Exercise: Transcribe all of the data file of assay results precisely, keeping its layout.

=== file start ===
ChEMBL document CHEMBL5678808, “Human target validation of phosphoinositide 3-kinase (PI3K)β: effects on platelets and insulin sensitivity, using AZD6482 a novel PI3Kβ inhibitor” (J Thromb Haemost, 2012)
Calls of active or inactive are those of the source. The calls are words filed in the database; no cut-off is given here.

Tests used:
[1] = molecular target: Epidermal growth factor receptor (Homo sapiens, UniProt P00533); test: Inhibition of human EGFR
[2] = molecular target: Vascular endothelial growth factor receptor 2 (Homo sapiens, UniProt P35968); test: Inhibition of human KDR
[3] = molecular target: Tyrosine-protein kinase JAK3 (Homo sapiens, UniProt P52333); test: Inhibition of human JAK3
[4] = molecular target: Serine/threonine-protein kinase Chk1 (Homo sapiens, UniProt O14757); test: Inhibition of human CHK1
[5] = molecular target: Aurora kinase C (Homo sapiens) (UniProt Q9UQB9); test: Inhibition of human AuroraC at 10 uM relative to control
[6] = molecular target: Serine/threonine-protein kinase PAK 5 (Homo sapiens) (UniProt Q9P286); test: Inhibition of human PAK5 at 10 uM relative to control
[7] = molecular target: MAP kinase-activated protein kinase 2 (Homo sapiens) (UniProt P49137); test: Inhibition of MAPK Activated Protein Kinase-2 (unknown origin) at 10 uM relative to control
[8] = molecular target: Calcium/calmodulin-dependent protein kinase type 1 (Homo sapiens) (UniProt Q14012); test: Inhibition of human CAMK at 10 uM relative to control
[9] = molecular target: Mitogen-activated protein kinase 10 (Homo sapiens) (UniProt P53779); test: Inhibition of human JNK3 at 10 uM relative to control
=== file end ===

ChEMBL document CHEMBL5678808, “Human target validation of phosphoinositide 3-kinase (PI3K)β: effects on platelets and insulin sensitivity, using AZD6482 a novel PI3Kβ inhibitor” (J Thromb Haemost, 2012)
Calls of active or inactive are those of the source. The calls are words filed in the database; no cut-off is given here.

Tests used:
[1] = molecular target: Epidermal growth factor receptor (Homo sapiens, UniProt P00533); test: Inhibition of human EGFR
[2] = molecular target: Vascular endothelial growth factor receptor 2 (Homo sapiens, UniProt P35968); test: Inhibition of human KDR
[3] = molecular target: Tyrosine-protein kinase JAK3 (Homo sapiens, UniProt P52333); test: Inhibition of human JAK3
[4] = molecular target: Serine/threonine-protein kinase Chk1 (Homo sapiens, UniProt O14757); test: Inhibition of human CHK1
[5] = molecular target: Aurora kinase C (Homo sapiens) (UniProt Q9UQB9); test: Inhibition of human AuroraC at 10 uM relative to control
[6] = molecular target: Serine/threonine-protein kinase PAK 5 (Homo sapiens) (UniProt Q9P286); test: Inhibition of human PAK5 at 10 uM relative to control
[7] = molecular target: MAP kinase-activated protein kinase 2 (Homo sapiens) (UniProt P49137); test: Inhibition of MAPK Activated Protein Kinase-2 (unknown origin) at 10 uM relative to control
[8] = molecular target: Calcium/calmodulin-dependent protein kinase type 1 (Homo sapiens) (UniProt Q14012); test: Inhibition of human CAMK at 10 uM relative to control
[9] = molecular target: Mitogen-activated protein kinase 10 (Homo sapiens) (UniProt P53779); test: Inhibition of human JNK3 at 10 uM relative to control